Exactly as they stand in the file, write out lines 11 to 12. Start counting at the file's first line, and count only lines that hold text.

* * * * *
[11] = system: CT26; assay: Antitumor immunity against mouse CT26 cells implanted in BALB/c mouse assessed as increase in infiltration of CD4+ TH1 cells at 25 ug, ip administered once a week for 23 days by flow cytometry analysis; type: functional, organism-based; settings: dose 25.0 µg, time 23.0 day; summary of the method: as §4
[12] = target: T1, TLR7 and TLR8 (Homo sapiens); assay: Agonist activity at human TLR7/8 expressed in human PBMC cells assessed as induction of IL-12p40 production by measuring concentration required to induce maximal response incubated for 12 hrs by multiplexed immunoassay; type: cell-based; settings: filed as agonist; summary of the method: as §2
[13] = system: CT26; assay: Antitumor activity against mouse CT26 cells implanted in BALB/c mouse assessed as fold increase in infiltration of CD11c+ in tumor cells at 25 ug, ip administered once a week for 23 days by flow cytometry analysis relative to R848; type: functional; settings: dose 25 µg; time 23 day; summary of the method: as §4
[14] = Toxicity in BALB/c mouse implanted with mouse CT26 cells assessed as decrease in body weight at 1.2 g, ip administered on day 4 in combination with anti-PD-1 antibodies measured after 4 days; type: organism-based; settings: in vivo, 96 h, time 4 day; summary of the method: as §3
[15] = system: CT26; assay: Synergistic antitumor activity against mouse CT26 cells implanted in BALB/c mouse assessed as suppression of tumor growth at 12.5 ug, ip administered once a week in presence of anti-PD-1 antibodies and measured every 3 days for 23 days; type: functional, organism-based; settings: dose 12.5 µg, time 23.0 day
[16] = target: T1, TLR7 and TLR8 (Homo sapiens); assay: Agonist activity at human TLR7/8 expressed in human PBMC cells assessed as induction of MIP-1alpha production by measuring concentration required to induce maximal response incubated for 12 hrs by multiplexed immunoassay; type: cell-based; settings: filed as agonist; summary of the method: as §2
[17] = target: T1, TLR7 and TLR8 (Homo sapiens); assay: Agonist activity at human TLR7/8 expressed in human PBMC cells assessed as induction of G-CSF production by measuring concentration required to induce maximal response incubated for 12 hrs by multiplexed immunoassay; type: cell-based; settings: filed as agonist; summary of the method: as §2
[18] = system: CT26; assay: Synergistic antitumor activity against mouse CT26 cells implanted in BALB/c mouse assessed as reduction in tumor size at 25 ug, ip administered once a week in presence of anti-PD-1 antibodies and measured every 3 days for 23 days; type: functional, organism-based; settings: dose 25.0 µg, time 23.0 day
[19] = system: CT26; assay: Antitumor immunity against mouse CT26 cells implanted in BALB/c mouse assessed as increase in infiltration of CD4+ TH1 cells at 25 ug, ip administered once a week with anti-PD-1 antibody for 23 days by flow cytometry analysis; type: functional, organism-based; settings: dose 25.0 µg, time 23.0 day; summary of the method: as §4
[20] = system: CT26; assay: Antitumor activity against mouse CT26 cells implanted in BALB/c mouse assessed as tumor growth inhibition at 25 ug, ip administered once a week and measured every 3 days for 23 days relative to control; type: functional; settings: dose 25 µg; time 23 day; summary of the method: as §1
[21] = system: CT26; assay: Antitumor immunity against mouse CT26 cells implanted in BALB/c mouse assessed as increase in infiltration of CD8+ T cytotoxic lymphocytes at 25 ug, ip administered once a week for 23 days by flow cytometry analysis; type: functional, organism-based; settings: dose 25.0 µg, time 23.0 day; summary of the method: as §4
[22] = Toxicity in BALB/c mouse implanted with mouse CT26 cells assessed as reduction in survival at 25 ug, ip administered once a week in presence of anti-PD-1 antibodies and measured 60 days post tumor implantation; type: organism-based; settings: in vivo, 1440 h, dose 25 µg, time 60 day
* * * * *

[21] = system: CT26; assay: Antitumor immunity against mouse CT26 cells implanted in BALB/c mouse assessed as increase in infiltration of CD8+ T cytotoxic lymphocytes at 25 ug, ip administered once a week for 23 days by flow cytometry analysis; type: functional, organism-based; settings: dose 25.0 µg, time 23.0 day; summary of the method: as §4
[22] = Toxicity in BALB/c mouse implanted with mouse CT26 cells assessed as reduction in survival at 25 ug, ip administered once a week in presence of anti-PD-1 antibodies and measured 60 days post tumor implantation; type: organism-based; settings: in vivo, 1440 h, dose 25 µg, time 60 day